* The revised transcript from the day Justice Thomas spoke during oral arguments has arrived, and it seems his record for not having asked a single question from the bench is still intact. [WSJ Law Blog (sub. req.)]
* The Seventh Circuit ruled on Indiana’s social media ban for sex offenders, and the internet’s filth will be pleased to know they can tweet about underage girls to their heart’s content. [National Law Journal]
* Propaganda from the dean of a state law school: lawyers from private schools are forcing taxpayers to bear the brunt of their higher debt loads with higher fees associated with their services. [Spokesman-Review]
* Rhode Island is now the only state in New England where same-sex couples can’t get married, but that may change as soon as the state Senate gets its act together, sooo… we may be waiting a while. [New York Times]
* It’ll be hard to document every suit filed against Lance Armstrong, but this one was amusing. Now people want their money back after buying his autobiography because they say it’s a work of fiction. [Bloomberg]
Did you love Legos as a child? Well, who didn’t? They’re colorful and creativity-triggering. Having your child play with Legos is probably better than handing him an iPad equipped with Angry Birds (although I’ve witnessed firsthand the power of Angry Birds to mollify a misbehaving child, so I don’t judge).
But did you ever think, regarding Legos, that you could turn it into a living? And not just a living, but a successful career as an artist?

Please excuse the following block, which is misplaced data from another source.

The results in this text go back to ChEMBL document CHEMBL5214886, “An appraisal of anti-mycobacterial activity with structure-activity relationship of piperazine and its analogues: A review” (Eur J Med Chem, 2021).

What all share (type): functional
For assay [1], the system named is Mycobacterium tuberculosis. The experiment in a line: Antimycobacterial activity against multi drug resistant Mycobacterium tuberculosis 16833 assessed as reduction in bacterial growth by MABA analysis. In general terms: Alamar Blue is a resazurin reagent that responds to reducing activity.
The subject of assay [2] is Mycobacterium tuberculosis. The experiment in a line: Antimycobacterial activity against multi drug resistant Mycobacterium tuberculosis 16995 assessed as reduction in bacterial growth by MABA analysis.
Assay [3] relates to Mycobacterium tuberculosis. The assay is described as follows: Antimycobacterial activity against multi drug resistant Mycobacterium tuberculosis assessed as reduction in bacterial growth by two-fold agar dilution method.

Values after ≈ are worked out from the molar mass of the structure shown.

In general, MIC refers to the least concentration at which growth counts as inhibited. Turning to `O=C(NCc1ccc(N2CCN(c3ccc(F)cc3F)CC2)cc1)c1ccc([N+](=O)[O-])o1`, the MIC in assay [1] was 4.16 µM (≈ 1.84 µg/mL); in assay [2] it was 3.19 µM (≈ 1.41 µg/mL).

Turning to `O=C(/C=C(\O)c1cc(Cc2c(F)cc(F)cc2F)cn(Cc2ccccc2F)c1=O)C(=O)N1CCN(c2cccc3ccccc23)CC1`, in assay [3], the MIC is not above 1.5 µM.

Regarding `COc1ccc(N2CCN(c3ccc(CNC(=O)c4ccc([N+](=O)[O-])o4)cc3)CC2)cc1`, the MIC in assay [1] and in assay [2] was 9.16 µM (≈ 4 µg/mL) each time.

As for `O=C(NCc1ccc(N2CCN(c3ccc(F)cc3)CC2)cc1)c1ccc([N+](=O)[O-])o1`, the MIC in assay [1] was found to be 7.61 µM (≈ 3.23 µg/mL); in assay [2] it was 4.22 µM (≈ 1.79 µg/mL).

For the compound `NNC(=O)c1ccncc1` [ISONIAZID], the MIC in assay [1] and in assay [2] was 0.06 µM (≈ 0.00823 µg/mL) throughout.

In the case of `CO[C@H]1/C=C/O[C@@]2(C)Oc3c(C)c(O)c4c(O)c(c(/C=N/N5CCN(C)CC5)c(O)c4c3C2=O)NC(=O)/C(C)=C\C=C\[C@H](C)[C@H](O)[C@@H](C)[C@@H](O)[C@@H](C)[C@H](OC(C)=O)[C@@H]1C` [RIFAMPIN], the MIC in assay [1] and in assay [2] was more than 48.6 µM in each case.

Today in career alternatives, we meet a lawyer turned Lego lover. His sculptures have appeared in museums and galleries around the country….
One of these days, there is going to be an awesome story of a recent law graduate attempting some kind of complicated heist, reminiscent of The Town, in order to pay off his crushing graduate school debts.
This is not that story. This is a story of an allegedly crazy man, wearing a 3D mascot hat, who allegedly tried to steal $500 with a Star Wars blaster.
But the dude went to law school, and so we get to talk about it….
The horrors of student loans are much discussed here at Above the Law, if only because law school tuition is so damn high, and housing expenses are so damn costly, that financing a legal education usually requires taking out about six figures of non-dischargeable debt. That’s quite a heavy load to carry. If only there were some way to pay the bills without going to the poorhouse in the process.
Apparently there’s a new way to deal with the rising costs associated with higher education in this country, and you don’t even have to lose your dignity to participate. You see, Seeking Arrangement, the leading “sugar dating” website, recently released statistics showing that more and more college co-eds are turning to “sugar daddy” and “sugar mama” arrangements to pay for their school-related expenses.
And hey, if all the college kids are doing it, why can’t law students fall in line with the latest trend?
It’s completely natural for adults to reach a breaking point. Sometimes, enough is enough. This is true for almost all aspects of adult life that people wish could be changed, including those dealing with addiction, infidelity, and, of course, the headaches that accompany being employed. When and where this point is crossed obviously depends on the individual, but many times, it’ll result in breaking away from what became comfortable and a willingness to do anything for a change.
I personally experienced this myself just before Christmas — that’s when I quit my awful retail job….